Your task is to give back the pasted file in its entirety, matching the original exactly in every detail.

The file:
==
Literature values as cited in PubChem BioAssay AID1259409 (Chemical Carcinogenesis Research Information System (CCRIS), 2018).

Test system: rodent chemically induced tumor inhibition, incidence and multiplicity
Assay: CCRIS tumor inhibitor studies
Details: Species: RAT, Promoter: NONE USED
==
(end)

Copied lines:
Literature values as cited in PubChem BioAssay AID1259409 (Chemical Carcinogenesis Research Information System (CCRIS), 2018).

Test system: rodent chemically induced tumor inhibition, incidence and multiplicity
Assay: CCRIS tumor inhibitor studies
Details: Species: RAT, Promoter: NONE USED